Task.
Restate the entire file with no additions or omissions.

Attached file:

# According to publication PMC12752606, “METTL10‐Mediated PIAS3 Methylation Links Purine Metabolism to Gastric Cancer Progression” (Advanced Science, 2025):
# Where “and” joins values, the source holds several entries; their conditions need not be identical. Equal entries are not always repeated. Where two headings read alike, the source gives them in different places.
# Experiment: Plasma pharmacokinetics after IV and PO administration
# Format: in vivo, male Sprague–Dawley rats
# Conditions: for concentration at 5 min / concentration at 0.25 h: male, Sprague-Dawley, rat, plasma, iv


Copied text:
# According to publication PMC12752606, “METTL10‐Mediated PIAS3 Methylation Links Purine Metabolism to Gastric Cancer Progression” (Advanced Science, 2025):
# Where “and” joins values, the source holds several entries; their conditions need not be identical. Equal entries are not always repeated. Where two headings read alike, the source gives them in different places.
# Experiment: Plasma pharmacokinetics after IV and PO administration
# Format: in vivo, male Sprague–Dawley rats
# Conditions: for concentration at 5 min / concentration at 0.25 h: male, Sprague-Dawley, rat, plasma, iv